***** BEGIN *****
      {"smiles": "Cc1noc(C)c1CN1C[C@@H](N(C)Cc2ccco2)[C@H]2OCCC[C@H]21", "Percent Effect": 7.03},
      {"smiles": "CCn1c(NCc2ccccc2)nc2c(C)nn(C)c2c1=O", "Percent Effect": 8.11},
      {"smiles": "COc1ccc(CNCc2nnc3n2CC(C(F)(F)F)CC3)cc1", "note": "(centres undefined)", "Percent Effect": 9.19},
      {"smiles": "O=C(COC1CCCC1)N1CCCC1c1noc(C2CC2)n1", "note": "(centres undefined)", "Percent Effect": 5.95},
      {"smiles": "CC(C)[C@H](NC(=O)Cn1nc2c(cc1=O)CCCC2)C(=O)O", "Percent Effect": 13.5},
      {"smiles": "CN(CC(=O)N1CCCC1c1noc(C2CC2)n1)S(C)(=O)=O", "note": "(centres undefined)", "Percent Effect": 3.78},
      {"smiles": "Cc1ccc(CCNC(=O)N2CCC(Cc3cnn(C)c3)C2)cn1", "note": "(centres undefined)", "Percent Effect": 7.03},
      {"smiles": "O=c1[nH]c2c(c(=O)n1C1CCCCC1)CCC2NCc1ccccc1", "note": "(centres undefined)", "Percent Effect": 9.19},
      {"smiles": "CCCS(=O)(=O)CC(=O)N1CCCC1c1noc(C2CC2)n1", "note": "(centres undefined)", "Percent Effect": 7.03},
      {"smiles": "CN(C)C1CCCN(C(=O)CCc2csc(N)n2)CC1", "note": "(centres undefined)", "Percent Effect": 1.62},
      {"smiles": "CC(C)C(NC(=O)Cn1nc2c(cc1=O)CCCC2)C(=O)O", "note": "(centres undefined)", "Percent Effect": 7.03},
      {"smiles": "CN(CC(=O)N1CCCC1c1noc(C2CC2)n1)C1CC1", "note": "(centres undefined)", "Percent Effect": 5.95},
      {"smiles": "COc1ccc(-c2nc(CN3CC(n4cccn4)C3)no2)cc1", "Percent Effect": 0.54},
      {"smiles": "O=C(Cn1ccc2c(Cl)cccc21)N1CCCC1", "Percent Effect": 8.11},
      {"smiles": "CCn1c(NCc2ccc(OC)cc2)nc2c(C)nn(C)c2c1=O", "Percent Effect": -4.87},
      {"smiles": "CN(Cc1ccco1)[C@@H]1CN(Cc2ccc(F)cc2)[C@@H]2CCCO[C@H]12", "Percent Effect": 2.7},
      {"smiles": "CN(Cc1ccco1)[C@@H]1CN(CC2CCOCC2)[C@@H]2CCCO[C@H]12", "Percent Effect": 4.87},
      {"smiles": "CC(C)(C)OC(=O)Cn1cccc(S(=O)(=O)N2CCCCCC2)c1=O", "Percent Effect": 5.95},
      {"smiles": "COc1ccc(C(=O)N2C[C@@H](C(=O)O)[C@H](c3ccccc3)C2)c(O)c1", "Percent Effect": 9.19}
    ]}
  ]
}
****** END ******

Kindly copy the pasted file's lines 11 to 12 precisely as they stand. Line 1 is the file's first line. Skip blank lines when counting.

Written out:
      {"smiles": "CC(C)C(NC(=O)Cn1nc2c(cc1=O)CCCC2)C(=O)O", "note": "(centres undefined)", "Percent Effect": 7.03},
      {"smiles": "CN(CC(=O)N1CCCC1c1noc(C2CC2)n1)C1CC1", "note": "(centres undefined)", "Percent Effect": 5.95},